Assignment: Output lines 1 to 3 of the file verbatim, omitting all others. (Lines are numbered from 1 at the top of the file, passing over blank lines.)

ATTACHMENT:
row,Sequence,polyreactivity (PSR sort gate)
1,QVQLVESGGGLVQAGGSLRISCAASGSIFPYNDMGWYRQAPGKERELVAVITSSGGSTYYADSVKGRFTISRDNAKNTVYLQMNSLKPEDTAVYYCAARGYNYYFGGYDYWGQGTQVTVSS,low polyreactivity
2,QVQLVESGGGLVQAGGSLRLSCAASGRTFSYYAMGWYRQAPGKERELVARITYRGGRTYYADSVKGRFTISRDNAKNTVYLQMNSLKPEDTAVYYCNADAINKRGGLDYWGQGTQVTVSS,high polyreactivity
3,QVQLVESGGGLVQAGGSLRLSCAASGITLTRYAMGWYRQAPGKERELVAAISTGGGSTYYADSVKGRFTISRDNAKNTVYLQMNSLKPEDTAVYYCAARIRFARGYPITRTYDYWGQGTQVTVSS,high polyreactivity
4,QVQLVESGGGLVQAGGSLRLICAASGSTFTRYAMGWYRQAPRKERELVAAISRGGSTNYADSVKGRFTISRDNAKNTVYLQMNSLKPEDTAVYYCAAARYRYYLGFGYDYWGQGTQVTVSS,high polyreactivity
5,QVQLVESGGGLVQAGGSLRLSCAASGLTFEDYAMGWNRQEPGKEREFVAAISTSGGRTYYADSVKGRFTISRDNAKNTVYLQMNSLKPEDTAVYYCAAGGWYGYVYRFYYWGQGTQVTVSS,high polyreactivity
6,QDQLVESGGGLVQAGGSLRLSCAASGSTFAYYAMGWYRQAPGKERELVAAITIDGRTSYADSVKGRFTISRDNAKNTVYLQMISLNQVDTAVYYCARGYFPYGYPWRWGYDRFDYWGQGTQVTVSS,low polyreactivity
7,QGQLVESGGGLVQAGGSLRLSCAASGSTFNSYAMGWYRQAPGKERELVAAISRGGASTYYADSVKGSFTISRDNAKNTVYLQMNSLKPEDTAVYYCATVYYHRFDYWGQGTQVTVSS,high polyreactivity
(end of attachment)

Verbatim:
row,Sequence,polyreactivity (PSR sort gate)
1,QVQLVESGGGLVQAGGSLRISCAASGSIFPYNDMGWYRQAPGKERELVAVITSSGGSTYYADSVKGRFTISRDNAKNTVYLQMNSLKPEDTAVYYCAARGYNYYFGGYDYWGQGTQVTVSS,low polyreactivity
2,QVQLVESGGGLVQAGGSLRLSCAASGRTFSYYAMGWYRQAPGKERELVARITYRGGRTYYADSVKGRFTISRDNAKNTVYLQMNSLKPEDTAVYYCNADAINKRGGLDYWGQGTQVTVSS,high polyreactivity